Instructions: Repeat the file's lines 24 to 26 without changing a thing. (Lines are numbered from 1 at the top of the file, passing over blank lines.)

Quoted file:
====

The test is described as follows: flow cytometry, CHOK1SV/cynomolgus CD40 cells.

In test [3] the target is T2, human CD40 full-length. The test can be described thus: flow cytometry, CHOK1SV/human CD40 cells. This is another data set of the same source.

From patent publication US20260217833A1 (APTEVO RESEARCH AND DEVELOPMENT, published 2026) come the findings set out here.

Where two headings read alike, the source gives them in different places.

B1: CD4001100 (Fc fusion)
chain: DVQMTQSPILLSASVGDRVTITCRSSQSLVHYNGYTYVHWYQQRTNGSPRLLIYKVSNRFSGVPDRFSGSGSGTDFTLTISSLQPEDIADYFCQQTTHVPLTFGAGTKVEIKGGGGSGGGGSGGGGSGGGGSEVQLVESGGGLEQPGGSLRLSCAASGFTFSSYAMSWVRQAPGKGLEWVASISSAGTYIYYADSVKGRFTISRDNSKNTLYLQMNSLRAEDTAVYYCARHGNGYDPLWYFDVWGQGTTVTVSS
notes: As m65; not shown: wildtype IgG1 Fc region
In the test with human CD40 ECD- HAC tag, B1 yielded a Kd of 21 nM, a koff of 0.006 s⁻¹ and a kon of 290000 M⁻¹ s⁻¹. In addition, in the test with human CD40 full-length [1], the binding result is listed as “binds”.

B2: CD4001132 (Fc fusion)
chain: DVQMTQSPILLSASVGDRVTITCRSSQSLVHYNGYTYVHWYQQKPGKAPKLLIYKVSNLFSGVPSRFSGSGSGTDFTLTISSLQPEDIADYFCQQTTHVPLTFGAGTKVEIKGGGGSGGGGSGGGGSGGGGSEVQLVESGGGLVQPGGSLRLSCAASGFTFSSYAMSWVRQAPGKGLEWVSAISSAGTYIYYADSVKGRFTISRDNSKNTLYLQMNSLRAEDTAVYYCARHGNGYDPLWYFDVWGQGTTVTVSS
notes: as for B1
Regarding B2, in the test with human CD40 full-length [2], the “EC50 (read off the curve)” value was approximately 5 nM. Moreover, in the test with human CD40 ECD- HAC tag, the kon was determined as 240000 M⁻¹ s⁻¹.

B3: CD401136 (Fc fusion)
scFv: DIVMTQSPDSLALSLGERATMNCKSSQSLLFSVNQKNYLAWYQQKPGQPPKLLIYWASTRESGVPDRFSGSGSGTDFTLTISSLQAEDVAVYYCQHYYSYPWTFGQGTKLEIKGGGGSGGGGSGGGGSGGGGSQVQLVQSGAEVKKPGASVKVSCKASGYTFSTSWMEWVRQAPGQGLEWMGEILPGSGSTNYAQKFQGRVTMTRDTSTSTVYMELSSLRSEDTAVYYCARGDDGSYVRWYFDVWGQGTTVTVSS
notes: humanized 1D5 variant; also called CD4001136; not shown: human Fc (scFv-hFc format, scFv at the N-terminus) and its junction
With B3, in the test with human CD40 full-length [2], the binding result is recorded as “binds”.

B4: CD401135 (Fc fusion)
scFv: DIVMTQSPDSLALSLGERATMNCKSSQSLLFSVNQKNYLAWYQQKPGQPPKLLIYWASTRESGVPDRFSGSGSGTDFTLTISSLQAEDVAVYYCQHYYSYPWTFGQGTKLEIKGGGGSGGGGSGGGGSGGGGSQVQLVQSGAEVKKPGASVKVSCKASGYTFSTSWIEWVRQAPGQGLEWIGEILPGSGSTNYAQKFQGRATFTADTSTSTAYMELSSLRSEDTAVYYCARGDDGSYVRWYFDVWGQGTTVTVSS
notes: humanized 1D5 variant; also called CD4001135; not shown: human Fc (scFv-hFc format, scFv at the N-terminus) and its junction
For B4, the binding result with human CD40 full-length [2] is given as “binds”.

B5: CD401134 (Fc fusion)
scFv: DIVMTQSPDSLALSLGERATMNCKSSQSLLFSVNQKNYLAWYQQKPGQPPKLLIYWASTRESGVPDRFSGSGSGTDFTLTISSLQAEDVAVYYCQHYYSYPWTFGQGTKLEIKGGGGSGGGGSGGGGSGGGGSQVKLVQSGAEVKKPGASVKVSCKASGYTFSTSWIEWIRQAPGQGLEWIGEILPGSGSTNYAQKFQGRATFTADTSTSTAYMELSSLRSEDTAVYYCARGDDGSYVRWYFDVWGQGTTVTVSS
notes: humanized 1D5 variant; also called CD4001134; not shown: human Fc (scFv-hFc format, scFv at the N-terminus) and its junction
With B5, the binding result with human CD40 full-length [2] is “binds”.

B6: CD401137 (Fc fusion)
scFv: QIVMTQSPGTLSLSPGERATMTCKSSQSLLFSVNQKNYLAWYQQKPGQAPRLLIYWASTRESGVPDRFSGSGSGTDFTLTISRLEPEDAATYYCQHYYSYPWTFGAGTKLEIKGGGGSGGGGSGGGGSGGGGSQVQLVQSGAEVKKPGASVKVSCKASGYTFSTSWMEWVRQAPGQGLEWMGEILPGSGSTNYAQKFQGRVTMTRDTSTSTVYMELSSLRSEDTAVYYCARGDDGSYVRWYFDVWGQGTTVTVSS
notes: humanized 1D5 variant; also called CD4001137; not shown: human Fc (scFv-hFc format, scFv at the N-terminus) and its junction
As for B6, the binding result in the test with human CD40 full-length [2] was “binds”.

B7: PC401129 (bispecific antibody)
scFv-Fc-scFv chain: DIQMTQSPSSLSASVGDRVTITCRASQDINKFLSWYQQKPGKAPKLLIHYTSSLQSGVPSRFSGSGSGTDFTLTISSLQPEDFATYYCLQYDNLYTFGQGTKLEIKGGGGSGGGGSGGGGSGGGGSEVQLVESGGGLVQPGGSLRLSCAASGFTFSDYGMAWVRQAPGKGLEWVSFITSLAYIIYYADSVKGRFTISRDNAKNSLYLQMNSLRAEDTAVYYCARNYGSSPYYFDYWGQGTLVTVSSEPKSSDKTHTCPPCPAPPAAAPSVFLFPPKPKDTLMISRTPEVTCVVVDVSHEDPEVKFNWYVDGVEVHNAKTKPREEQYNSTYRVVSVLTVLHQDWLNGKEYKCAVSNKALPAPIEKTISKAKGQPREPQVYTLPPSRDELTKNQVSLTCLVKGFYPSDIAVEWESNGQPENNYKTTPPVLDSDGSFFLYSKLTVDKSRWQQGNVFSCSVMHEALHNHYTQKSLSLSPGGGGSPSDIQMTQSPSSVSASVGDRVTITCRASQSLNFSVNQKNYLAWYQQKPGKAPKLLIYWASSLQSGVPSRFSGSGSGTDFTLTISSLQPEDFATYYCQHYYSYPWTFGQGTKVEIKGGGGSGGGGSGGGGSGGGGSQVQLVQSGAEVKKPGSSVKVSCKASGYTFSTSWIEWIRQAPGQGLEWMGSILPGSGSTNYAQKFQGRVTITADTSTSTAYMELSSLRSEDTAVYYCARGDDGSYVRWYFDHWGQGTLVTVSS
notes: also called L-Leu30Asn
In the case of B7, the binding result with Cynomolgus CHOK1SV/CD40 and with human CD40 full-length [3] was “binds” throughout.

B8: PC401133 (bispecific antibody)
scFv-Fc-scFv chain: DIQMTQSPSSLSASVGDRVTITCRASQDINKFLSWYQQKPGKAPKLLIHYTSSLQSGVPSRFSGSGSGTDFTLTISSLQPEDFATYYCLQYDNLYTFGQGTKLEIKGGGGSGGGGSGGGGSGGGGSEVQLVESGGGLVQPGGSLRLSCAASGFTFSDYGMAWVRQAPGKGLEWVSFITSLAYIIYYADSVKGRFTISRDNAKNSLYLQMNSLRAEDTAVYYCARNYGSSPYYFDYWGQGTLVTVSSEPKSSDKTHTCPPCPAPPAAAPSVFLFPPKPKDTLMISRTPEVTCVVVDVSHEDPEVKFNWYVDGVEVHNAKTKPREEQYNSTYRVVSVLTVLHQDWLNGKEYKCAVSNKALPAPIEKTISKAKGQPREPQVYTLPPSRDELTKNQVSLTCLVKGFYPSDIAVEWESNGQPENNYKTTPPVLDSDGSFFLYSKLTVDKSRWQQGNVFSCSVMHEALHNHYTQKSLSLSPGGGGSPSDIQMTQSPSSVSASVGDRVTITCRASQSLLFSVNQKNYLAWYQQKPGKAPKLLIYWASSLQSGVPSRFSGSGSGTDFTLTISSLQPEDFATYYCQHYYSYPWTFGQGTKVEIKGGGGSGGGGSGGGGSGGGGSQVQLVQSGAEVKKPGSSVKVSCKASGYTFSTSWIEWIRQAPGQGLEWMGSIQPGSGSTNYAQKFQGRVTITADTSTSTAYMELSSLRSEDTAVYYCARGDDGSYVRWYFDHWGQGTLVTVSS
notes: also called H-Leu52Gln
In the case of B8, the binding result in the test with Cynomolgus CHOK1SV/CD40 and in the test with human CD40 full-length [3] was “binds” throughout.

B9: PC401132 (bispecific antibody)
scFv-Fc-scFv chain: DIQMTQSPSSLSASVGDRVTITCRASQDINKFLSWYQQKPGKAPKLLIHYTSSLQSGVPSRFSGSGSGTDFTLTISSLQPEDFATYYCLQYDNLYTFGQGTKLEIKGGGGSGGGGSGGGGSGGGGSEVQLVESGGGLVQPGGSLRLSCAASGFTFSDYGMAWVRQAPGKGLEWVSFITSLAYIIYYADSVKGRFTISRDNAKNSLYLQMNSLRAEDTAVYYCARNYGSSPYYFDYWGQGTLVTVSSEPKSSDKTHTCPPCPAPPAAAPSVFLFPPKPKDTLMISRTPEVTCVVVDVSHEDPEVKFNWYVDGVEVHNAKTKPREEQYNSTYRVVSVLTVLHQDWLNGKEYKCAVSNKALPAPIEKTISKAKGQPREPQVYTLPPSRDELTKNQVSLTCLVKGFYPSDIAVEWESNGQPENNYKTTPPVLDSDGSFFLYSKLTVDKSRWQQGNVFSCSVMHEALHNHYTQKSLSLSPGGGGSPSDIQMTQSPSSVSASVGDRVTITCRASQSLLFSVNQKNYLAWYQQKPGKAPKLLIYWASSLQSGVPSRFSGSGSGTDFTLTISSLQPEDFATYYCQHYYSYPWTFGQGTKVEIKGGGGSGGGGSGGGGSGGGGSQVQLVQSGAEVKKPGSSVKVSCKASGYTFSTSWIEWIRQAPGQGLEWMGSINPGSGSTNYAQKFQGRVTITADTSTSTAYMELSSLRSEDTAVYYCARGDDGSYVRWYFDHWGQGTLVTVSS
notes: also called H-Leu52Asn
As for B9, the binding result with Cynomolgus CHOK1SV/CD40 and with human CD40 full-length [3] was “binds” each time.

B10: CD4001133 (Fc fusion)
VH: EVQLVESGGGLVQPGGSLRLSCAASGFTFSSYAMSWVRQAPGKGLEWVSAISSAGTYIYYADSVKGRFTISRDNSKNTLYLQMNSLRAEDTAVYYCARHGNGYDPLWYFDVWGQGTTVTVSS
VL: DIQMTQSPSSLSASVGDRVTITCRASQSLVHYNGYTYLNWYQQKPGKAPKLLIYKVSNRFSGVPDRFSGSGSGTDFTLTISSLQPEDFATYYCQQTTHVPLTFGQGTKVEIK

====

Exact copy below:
With B5, the binding result with human CD40 full-length [2] is “binds”.

B6: CD401137 (Fc fusion)
scFv: QIVMTQSPGTLSLSPGERATMTCKSSQSLLFSVNQKNYLAWYQQKPGQAPRLLIYWASTRESGVPDRFSGSGSGTDFTLTISRLEPEDAATYYCQHYYSYPWTFGAGTKLEIKGGGGSGGGGSGGGGSGGGGSQVQLVQSGAEVKKPGASVKVSCKASGYTFSTSWMEWVRQAPGQGLEWMGEILPGSGSTNYAQKFQGRVTMTRDTSTSTVYMELSSLRSEDTAVYYCARGDDGSYVRWYFDVWGQGTTVTVSS